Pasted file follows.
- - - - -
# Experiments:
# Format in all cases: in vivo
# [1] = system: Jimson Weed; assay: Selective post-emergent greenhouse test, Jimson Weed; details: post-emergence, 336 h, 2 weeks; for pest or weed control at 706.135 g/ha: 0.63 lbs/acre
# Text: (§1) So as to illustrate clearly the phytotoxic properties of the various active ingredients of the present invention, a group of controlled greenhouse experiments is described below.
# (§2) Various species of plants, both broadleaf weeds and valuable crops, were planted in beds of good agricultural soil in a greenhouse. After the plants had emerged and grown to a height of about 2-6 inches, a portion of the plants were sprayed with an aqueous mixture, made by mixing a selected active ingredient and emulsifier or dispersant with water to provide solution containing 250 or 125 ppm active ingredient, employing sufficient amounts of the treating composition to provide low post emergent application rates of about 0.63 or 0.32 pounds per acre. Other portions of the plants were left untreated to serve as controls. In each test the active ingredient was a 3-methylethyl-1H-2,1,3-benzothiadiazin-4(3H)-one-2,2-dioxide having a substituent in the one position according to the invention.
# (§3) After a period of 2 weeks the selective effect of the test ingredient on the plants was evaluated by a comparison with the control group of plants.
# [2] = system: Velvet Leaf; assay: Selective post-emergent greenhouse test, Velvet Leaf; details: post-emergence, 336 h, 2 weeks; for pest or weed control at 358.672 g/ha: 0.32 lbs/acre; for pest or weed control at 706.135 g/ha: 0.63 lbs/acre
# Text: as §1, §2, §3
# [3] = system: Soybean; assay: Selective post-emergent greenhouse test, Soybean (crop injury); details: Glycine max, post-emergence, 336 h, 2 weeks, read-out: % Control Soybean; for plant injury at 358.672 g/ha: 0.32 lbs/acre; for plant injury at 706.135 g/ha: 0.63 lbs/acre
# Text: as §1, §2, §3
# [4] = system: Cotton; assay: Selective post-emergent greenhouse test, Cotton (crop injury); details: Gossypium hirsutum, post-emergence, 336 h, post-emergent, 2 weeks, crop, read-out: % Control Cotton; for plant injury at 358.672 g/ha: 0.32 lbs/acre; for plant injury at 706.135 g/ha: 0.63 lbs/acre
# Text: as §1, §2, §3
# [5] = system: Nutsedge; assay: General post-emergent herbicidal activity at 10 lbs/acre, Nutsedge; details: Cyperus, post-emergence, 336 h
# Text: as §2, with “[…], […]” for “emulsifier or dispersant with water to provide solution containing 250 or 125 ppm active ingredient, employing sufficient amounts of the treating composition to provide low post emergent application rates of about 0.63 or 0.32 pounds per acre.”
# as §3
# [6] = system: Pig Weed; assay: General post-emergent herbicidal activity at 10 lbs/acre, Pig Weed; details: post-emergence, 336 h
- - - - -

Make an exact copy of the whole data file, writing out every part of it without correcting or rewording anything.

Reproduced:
# Experiments:
# Format in all cases: in vivo
# [1] = system: Jimson Weed; assay: Selective post-emergent greenhouse test, Jimson Weed; details: post-emergence, 336 h, 2 weeks; for pest or weed control at 706.135 g/ha: 0.63 lbs/acre
# Text: (§1) So as to illustrate clearly the phytotoxic properties of the various active ingredients of the present invention, a group of controlled greenhouse experiments is described below.
# (§2) Various species of plants, both broadleaf weeds and valuable crops, were planted in beds of good agricultural soil in a greenhouse. After the plants had emerged and grown to a height of about 2-6 inches, a portion of the plants were sprayed with an aqueous mixture, made by mixing a selected active ingredient and emulsifier or dispersant with water to provide solution containing 250 or 125 ppm active ingredient, employing sufficient amounts of the treating composition to provide low post emergent application rates of about 0.63 or 0.32 pounds per acre. Other portions of the plants were left untreated to serve as controls. In each test the active ingredient was a 3-methylethyl-1H-2,1,3-benzothiadiazin-4(3H)-one-2,2-dioxide having a substituent in the one position according to the invention.
# (§3) After a period of 2 weeks the selective effect of the test ingredient on the plants was evaluated by a comparison with the control group of plants.
# [2] = system: Velvet Leaf; assay: Selective post-emergent greenhouse test, Velvet Leaf; details: post-emergence, 336 h, 2 weeks; for pest or weed control at 358.672 g/ha: 0.32 lbs/acre; for pest or weed control at 706.135 g/ha: 0.63 lbs/acre
# Text: as §1, §2, §3
# [3] = system: Soybean; assay: Selective post-emergent greenhouse test, Soybean (crop injury); details: Glycine max, post-emergence, 336 h, 2 weeks, read-out: % Control Soybean; for plant injury at 358.672 g/ha: 0.32 lbs/acre; for plant injury at 706.135 g/ha: 0.63 lbs/acre
# Text: as §1, §2, §3
# [4] = system: Cotton; assay: Selective post-emergent greenhouse test, Cotton (crop injury); details: Gossypium hirsutum, post-emergence, 336 h, post-emergent, 2 weeks, crop, read-out: % Control Cotton; for plant injury at 358.672 g/ha: 0.32 lbs/acre; for plant injury at 706.135 g/ha: 0.63 lbs/acre
# Text: as §1, §2, §3
# [5] = system: Nutsedge; assay: General post-emergent herbicidal activity at 10 lbs/acre, Nutsedge; details: Cyperus, post-emergence, 336 h
# Text: as §2, with “[…], […]” for “emulsifier or dispersant with water to provide solution containing 250 or 125 ppm active ingredient, employing sufficient amounts of the treating composition to provide low post emergent application rates of about 0.63 or 0.32 pounds per acre.”
# as §3
# [6] = system: Pig Weed; assay: General post-emergent herbicidal activity at 10 lbs/acre, Pig Weed; details: post-emergence, 336 h